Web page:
Ambulance service as a whole is struggling from recruiting — and maintaining — staff, according to Fatula.

Response times were an issue involving a carbon monoxide call in Hazleton recently, but Fatula said emergency responders waited for ambulances after requesting four basic life support (BLS) units. Crews from outside of the city were called while Lehigh Valley’s units remained available for an advanced life support (ALS) call, he said.

Smaller ambulance companies are also competing against larger outfits from outside the area that can afford to pay higher salaries, he said.

Several local outfits lost emergency medical technicians and paramedics to those outfits, he said.

“It’s a tough industry,” Fatula said. “It’s very competitive in all aspects.”

Response times

In Hazleton, Lehigh Valley EMS is first-due ALS and BLS responder. When those units aren’t available, Luzerne County 911 dispatches according to its county-wide EMS response plan — which dispatches “next closet available units by distance,” according to Andrew Zahorsky, data and technical support manager at the 911 communications center.

If Lehigh Valley EMS units are not available, for example, the county would then dispatch Med Stat Ambulance, which is also based in Hazleton, and move outward for other units, if necessary.

Since multiple factors impact a response, an average time is difficult to calculate, Zahorsky said.

Staffing affects the availability of ambulance units and might result in the county calling companies that must travel greater distances, he said.

Basic life support services that have been available for years have shuttered in smaller communities and if local companies aren’t available, the county might have to call ALS units from Nescopeck, Berwick, Shenandoah, Lehighton or Mountain Top — which must travel further when answering calls in the Hazleton Area, Zahorsky said.

A report prepared by Pennsylvania Department Health’s Bureau of Emergency Medical Services analyzed response times for emergency 911 calls over the first six months of 2018.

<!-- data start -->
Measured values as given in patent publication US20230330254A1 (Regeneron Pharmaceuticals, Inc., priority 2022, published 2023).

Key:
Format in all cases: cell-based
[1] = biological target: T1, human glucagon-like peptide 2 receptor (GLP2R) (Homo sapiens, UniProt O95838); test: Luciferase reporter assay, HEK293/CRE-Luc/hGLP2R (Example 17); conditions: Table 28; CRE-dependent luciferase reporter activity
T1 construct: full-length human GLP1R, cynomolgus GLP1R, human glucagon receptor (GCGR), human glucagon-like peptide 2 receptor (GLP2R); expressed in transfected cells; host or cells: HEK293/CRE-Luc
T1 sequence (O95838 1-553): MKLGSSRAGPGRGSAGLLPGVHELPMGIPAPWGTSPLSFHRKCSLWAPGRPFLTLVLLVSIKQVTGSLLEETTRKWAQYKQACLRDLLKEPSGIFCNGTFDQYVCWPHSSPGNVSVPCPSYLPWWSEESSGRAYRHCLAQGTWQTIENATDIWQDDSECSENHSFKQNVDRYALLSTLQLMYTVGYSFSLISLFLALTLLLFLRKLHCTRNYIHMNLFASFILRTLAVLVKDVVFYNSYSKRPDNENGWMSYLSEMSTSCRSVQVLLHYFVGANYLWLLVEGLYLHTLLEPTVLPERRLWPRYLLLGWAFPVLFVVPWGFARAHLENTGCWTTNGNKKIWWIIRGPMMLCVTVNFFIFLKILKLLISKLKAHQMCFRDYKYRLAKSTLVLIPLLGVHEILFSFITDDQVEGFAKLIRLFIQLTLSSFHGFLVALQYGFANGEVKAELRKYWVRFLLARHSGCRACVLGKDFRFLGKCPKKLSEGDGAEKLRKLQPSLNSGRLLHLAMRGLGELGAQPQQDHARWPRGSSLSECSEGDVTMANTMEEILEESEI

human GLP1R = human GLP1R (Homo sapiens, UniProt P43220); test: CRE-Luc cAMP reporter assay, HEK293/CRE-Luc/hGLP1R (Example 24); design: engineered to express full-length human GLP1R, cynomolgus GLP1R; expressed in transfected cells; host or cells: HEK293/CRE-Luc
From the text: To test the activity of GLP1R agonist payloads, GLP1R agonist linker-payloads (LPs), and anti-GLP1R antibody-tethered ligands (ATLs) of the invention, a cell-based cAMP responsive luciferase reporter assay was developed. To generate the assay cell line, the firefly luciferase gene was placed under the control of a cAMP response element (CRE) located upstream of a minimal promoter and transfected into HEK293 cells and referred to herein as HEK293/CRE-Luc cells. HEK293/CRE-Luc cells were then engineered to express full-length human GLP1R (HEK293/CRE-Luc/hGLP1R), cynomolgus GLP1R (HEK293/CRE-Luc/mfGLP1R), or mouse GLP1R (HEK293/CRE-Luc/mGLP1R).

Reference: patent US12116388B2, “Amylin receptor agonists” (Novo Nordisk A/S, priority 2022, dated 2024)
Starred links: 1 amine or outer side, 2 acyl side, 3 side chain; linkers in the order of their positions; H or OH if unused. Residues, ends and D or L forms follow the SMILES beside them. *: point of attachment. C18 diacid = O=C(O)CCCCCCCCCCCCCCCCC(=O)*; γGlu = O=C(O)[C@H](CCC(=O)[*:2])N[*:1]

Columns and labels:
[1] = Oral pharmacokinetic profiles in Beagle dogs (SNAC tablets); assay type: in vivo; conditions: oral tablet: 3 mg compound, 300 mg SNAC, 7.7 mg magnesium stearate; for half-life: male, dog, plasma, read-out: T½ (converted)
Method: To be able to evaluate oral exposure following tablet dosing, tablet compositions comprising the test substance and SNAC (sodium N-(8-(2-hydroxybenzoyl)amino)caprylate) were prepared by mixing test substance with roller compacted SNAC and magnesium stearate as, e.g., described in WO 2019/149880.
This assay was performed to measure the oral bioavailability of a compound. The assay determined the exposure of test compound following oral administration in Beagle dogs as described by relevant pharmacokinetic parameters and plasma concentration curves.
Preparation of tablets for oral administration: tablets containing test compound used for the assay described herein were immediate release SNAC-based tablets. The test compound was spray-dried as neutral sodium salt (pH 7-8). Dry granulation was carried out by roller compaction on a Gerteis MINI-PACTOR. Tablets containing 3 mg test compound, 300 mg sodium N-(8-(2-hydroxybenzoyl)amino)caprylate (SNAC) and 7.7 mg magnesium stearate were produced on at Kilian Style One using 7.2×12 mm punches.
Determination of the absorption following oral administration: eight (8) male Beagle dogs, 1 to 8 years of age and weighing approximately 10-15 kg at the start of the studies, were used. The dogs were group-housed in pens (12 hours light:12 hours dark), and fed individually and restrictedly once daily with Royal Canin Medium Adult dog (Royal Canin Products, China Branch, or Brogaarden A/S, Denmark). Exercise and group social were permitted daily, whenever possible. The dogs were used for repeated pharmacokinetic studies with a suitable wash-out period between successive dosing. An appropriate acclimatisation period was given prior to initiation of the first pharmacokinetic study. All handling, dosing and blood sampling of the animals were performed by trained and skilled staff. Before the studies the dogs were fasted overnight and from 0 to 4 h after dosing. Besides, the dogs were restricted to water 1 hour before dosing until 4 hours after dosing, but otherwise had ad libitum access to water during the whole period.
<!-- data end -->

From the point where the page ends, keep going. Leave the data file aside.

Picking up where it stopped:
Those times are defined as the difference between an EMS unit’s arrival on scene and the time of dispatch.

EMS units took an average of 9 minutes, 33 seconds to respond to calls in Luzerne County, compared to 10 minutes, 55 seconds in Schuylkill County and 17 minutes, 36 seconds in Carbon County, according to the report.

State officials reported that while a majority of state-wide EMS calls have a response of 15 minutes or less, units from across the commonwealth had a median response time of 9 minutes.

Local views

Hazleton Fire Chief Donald Leshko said that while his department has at times waited for ambulances to arrive at accident scenes, there have also been occasions when EMS is first to the scene for other calls.

Leshko said the city is fortunate enough to have a fire department that is staffed by EMTs and paramedics.

“If our guys hear they are busy and hear calls are backing up, we’ll send guys out to incidents to offer assistance,” Leshko said. “We want to try and get the patient stabilized and offer that assistance until the ambulance gets there.”

EMS services were mentioned as a potential revenue source in Hazleton’s Act 47 financial recovery plan. Citing the three paramedics and 12 EMTs on the fire department’s roster, the city’s financial recovery coordinator suggested evaluating whether the city would benefit from insurance billing and direct billing for providing ambulance services.

City officials have not acted on the suggestion at this point.

Police Chief Jerry Speziale said that while ambulance services have been responsive to answering calls directly from his department, he couldn’t speak to calls that residents made to 911 for ambulance services.

Police would — and have — driven citizens to the hospital, but Speziale said those circumstances involve the most extreme situations. A patrolman who responded to an incident last November drove an unresponsive infant to the hospital and police would do the same in any urgent circumstance, Speziale said.

“It’s when it’s so urgent we don’t want to take the chance — life-or-death situations,” Speziale said.

Copyright 2019 Standard-Speaker

McClatchy-Tribune News Service